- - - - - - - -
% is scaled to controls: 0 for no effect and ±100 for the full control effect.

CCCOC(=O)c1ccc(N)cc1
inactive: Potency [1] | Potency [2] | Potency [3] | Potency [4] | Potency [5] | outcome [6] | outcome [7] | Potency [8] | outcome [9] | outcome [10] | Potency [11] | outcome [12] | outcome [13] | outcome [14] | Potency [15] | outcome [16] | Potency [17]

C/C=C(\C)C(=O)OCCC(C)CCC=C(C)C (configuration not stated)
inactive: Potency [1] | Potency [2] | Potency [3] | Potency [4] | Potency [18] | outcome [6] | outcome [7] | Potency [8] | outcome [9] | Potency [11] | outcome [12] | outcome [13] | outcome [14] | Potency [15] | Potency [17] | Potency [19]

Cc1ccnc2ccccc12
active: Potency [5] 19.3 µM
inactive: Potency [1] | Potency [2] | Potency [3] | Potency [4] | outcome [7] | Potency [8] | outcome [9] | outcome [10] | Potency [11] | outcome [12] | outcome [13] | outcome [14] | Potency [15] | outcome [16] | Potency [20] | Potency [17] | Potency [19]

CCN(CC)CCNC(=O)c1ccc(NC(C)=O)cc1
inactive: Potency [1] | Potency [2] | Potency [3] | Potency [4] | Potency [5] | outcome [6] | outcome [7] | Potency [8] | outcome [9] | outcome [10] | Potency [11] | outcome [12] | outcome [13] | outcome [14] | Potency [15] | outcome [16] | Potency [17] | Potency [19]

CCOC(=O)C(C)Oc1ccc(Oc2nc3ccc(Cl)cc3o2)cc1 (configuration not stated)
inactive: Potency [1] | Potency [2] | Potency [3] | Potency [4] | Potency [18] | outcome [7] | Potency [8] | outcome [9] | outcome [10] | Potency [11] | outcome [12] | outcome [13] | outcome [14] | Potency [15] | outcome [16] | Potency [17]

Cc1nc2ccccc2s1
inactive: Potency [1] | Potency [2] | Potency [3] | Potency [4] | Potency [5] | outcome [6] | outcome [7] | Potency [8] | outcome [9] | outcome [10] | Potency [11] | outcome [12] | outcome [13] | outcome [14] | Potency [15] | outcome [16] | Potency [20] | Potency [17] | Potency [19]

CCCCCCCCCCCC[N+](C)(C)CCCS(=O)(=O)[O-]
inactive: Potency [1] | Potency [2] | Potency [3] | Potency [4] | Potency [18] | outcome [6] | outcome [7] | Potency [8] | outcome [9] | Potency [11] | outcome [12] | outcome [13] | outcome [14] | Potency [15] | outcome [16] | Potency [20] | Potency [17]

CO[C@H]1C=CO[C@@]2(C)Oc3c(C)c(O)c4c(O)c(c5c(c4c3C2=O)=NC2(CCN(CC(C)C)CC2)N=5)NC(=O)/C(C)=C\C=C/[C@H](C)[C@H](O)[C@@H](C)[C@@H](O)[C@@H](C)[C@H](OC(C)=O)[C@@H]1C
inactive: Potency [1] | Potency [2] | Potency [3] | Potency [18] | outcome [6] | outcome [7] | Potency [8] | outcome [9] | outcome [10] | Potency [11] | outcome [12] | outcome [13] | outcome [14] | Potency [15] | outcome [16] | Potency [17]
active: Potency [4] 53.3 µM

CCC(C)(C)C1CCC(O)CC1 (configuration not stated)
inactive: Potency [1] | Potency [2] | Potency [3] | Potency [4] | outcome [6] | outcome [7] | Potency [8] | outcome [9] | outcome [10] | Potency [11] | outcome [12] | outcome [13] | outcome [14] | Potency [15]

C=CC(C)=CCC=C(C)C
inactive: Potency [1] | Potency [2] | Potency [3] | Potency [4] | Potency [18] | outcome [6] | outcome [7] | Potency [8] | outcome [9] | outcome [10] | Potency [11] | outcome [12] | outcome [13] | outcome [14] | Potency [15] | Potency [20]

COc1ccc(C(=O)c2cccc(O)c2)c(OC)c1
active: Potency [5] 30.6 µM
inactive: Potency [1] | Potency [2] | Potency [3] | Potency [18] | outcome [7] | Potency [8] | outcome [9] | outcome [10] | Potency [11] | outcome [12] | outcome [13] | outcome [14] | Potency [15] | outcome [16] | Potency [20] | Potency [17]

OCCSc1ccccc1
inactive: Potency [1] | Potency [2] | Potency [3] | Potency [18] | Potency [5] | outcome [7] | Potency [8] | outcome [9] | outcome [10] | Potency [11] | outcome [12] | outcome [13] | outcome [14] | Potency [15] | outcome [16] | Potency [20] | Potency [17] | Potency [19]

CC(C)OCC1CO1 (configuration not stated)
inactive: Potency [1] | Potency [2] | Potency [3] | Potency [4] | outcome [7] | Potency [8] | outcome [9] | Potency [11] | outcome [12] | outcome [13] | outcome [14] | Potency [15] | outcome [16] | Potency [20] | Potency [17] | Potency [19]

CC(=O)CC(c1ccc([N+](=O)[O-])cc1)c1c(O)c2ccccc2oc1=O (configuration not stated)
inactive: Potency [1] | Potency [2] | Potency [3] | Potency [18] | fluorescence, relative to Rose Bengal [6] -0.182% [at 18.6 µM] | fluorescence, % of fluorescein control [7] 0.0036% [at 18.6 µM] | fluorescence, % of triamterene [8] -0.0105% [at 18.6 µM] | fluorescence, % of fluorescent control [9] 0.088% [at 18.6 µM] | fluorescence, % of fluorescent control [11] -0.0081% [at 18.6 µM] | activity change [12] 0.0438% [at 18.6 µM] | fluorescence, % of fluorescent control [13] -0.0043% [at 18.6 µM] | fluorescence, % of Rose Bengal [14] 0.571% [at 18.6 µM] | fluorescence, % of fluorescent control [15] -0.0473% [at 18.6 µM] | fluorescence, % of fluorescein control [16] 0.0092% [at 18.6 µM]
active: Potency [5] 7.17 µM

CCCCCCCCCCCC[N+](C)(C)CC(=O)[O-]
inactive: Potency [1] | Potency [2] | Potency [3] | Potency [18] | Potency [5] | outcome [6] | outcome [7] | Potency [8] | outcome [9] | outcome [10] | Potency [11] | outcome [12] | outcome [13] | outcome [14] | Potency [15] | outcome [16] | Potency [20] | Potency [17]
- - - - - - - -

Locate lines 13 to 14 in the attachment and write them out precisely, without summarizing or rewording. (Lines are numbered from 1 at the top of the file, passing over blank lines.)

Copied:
Cc1nc2ccccc2s1
inactive: Potency [1] | Potency [2] | Potency [3] | Potency [4] | Potency [5] | outcome [6] | outcome [7] | Potency [8] | outcome [9] | outcome [10] | Potency [11] | outcome [12] | outcome [13] | outcome [14] | Potency [15] | outcome [16] | Potency [20] | Potency [17] | Potency [19]